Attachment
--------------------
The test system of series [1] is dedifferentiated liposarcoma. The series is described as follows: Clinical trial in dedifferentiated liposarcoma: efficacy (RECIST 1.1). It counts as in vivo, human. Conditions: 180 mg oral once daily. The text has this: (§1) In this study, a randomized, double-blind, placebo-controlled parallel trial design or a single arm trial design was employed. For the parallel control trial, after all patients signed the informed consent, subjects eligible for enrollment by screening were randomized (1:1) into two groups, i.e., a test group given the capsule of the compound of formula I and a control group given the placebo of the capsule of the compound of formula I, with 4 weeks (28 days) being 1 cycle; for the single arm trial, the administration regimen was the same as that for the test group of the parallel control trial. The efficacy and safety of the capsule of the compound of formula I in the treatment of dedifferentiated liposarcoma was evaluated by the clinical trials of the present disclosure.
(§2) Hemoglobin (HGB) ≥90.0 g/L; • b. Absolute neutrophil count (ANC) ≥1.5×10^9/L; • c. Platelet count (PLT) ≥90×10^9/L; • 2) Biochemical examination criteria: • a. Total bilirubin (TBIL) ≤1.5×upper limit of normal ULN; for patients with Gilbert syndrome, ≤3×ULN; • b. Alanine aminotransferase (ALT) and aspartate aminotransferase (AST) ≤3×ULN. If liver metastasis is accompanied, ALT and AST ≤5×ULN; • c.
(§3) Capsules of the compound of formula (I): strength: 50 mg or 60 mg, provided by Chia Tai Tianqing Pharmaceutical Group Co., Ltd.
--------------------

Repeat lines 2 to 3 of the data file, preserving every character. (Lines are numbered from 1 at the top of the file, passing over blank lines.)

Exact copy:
(§2) Hemoglobin (HGB) ≥90.0 g/L; • b. Absolute neutrophil count (ANC) ≥1.5×10^9/L; • c. Platelet count (PLT) ≥90×10^9/L; • 2) Biochemical examination criteria: • a. Total bilirubin (TBIL) ≤1.5×upper limit of normal ULN; for patients with Gilbert syndrome, ≤3×ULN; • b. Alanine aminotransferase (ALT) and aspartate aminotransferase (AST) ≤3×ULN. If liver metastasis is accompanied, ALT and AST ≤5×ULN; • c.
(§3) Capsules of the compound of formula (I): strength: 50 mg or 60 mg, provided by Chia Tai Tianqing Pharmaceutical Group Co., Ltd.